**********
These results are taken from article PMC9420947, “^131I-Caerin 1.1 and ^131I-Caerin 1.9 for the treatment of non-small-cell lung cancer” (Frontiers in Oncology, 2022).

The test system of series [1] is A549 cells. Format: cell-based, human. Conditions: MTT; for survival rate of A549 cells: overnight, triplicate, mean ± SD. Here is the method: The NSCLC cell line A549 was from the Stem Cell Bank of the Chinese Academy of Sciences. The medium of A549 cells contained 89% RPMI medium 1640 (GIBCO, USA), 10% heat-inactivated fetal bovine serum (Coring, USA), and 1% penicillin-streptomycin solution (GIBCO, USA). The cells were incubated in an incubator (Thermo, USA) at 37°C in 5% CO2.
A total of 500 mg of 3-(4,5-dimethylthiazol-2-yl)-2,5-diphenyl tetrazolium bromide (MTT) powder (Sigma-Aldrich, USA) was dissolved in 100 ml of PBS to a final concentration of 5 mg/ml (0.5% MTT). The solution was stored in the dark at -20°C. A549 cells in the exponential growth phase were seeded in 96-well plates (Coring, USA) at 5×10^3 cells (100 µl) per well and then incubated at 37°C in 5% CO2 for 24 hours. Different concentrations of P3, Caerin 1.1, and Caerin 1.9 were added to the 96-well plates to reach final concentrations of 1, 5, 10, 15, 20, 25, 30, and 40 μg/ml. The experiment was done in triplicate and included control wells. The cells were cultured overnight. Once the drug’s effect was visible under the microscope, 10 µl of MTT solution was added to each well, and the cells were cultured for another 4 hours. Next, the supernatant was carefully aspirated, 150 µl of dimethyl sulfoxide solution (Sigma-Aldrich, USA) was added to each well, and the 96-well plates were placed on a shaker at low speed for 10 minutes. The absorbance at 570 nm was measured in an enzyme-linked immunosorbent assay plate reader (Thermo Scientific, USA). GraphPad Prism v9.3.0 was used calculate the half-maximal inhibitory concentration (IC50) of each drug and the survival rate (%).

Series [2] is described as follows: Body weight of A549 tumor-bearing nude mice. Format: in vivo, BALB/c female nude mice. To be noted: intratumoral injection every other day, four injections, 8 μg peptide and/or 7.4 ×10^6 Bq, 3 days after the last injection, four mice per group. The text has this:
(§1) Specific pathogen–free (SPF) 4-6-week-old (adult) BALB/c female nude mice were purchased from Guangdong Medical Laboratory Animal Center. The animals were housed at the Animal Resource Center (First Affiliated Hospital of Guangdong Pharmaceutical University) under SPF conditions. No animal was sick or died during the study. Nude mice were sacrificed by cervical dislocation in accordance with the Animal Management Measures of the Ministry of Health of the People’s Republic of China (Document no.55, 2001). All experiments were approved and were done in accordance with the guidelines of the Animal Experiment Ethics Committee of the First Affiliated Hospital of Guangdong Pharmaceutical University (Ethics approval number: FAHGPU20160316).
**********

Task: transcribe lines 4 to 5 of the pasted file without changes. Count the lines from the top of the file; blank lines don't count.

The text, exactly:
Series [2] is described as follows: Body weight of A549 tumor-bearing nude mice. Format: in vivo, BALB/c female nude mice. To be noted: intratumoral injection every other day, four injections, 8 μg peptide and/or 7.4 ×10^6 Bq, 3 days after the last injection, four mice per group. The text has this:
(§1) Specific pathogen–free (SPF) 4-6-week-old (adult) BALB/c female nude mice were purchased from Guangdong Medical Laboratory Animal Center. The animals were housed at the Animal Resource Center (First Affiliated Hospital of Guangdong Pharmaceutical University) under SPF conditions. No animal was sick or died during the study. Nude mice were sacrificed by cervical dislocation in accordance with the Animal Management Measures of the Ministry of Health of the People’s Republic of China (Document no.55, 2001). All experiments were approved and were done in accordance with the guidelines of the Animal Experiment Ethics Committee of the First Affiliated Hospital of Guangdong Pharmaceutical University (Ethics approval number: FAHGPU20160316).